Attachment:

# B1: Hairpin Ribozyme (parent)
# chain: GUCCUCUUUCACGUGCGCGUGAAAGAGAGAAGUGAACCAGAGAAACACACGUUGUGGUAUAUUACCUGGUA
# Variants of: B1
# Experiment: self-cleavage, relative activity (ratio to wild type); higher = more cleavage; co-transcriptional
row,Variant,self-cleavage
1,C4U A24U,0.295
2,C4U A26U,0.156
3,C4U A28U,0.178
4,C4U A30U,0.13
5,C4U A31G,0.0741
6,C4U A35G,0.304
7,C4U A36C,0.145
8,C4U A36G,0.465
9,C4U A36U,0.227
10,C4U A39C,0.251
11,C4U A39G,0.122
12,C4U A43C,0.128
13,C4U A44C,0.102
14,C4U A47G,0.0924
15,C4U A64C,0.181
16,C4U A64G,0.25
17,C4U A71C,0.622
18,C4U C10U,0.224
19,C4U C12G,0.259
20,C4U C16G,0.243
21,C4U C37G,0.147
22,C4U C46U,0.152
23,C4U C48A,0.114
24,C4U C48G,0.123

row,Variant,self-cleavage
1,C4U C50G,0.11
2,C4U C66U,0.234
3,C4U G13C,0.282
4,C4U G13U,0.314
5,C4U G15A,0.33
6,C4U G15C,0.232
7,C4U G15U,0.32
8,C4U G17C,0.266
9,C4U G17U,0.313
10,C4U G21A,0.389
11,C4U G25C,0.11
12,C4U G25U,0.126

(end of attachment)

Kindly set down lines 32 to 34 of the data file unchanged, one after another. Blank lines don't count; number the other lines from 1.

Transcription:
2,C4U C66U,0.234
3,C4U G13C,0.282
4,C4U G13U,0.314